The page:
Without rural women and girls, rural communities and urban economies would not function. Yet women and girls are among the people most likely to be poor, to lack access to assets, education, health care and other essential services, and to be hit hardest by climate change. On almost every measure of development, rural women, because of gender inequalities and discrimination, fare worse than rural men or urban women. See more ►
Gender equality through the cartoonists’ lens
UN Women and Cartooning for Peace, a non-profit international network of 162 editorial cartoonists from 59 different countries, have joined forces in a collaboration for International Women’s Day and the 62nd session of the UN Commission on the Status of Women (CSW62). See more ►
Learn the facts: Rural women and girls
Rural women ensure food security for their communities, build climate resilience and strengthen economies. Yet, gender inequalities, such as discriminatory laws and social norms, combined with a fast-changing economic, technological and environmental landscape restrict their full potential, leaving them far behind men and their urban counterparts. View infographic►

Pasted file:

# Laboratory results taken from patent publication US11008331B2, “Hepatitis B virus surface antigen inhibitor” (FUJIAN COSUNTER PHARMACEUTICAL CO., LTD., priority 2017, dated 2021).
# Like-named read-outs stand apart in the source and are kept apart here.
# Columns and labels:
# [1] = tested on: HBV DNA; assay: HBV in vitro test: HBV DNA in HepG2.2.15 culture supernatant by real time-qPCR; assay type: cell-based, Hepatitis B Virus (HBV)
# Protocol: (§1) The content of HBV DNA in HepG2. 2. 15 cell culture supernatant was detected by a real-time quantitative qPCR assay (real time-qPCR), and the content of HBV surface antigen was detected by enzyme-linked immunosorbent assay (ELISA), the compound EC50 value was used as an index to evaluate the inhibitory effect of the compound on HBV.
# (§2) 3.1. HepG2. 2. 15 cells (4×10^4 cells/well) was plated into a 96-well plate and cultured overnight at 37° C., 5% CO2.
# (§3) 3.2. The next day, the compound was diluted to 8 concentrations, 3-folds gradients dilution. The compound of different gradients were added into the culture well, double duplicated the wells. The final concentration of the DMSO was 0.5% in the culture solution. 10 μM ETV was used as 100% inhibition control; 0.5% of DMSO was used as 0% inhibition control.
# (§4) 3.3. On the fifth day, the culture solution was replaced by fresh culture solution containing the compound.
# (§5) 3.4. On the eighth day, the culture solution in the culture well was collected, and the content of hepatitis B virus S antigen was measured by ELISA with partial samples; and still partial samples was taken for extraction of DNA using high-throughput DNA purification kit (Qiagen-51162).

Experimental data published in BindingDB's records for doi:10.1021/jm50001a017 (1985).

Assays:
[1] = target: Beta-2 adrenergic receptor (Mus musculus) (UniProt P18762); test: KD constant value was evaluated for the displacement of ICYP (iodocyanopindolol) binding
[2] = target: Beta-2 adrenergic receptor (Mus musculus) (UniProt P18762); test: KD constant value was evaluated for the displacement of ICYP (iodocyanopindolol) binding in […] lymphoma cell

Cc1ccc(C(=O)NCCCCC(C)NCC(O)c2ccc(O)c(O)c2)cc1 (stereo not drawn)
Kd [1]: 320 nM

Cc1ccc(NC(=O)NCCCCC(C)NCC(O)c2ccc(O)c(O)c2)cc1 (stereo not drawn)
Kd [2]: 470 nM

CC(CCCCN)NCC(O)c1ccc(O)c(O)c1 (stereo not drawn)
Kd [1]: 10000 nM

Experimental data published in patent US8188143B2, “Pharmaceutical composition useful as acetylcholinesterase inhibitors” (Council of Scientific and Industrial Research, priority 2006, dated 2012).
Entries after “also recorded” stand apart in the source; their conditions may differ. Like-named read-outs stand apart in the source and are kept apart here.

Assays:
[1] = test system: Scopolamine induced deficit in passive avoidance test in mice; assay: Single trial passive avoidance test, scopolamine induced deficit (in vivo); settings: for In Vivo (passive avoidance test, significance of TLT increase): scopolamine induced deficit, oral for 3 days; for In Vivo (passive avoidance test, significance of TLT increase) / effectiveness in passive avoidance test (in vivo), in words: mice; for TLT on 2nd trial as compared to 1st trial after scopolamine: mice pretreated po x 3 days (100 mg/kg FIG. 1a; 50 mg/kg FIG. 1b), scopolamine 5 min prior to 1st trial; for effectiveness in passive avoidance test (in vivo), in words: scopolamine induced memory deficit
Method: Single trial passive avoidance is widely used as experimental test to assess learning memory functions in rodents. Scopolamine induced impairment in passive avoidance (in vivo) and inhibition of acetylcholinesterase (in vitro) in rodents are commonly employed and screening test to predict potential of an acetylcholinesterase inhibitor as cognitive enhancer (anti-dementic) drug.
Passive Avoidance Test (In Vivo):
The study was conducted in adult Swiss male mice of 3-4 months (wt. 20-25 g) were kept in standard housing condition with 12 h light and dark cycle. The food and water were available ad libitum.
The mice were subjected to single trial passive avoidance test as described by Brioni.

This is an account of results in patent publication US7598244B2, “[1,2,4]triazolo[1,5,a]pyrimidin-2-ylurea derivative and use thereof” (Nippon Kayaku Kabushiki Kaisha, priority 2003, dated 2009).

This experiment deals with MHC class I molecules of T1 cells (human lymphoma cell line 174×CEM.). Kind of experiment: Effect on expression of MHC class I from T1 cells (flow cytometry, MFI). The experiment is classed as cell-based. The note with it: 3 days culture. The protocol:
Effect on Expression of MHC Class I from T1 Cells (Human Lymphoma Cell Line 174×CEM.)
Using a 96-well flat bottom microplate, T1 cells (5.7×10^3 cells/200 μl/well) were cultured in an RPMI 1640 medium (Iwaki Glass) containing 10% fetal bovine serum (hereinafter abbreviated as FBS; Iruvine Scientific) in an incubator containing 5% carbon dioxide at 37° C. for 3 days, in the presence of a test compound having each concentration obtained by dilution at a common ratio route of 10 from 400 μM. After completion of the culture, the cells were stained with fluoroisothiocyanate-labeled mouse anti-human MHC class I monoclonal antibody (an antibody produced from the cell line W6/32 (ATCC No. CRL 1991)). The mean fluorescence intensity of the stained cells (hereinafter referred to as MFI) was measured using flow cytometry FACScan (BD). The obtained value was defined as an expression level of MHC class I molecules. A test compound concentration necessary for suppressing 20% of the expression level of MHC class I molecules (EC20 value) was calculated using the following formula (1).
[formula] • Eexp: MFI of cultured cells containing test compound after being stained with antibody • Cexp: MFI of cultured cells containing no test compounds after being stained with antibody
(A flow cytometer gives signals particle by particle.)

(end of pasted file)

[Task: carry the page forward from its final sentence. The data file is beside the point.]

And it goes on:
Join the conversation for International Women’s Day, #TimeIsNow #IWD2018!
- Main hashtags: #IWD2018, #TimeIsNow (English), #DíadelaMujer, #AhoraEsElMomento (Spanish), #JourneeDesFemmes (French)
- Check out the automatic emoji on Twitter when tweeting with the hashtag #IWD2018, #TimeIsNow, #DíadelaMujer, #AhoraEsElMomento, #JourneeDesFemmes!
- Main Twitter accounts: @UN_Women (English), @ONUMujeres (Spanish), @ONUFemmes (French)
- Main Facebook accounts: UN Women (English), ONU Mujeres (Spanish), ONU Femmes (French)
- Other accounts: Instagram, Google+, LinkedIn, Pinterest
- Change your Facebook and Twitter cover image with the banners available in English, Spanish and French (under “General”) here.
- If you organize or participate in a local International Women’s Day event, share your images and messages on our Facebook Event page and bring your event to a global audience.
- Follow our accounts for live coverage from the different events and share content from our social media package, which is available with images, GIFs, videos and sample promotional messages in English, Spanish and French here.
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UN Women on Google+ / UN Women on LinkedIn / UN Women on Pinterest
See our coverage of International Women’s Day 2017
See our coverage of International Women’s Day 2016
See our coverage of International Women’s Day 2015
See our coverage of International Women’s Day 2014
See our coverage of International Women’s Day 2013
See our coverage of International Women’s Day 2012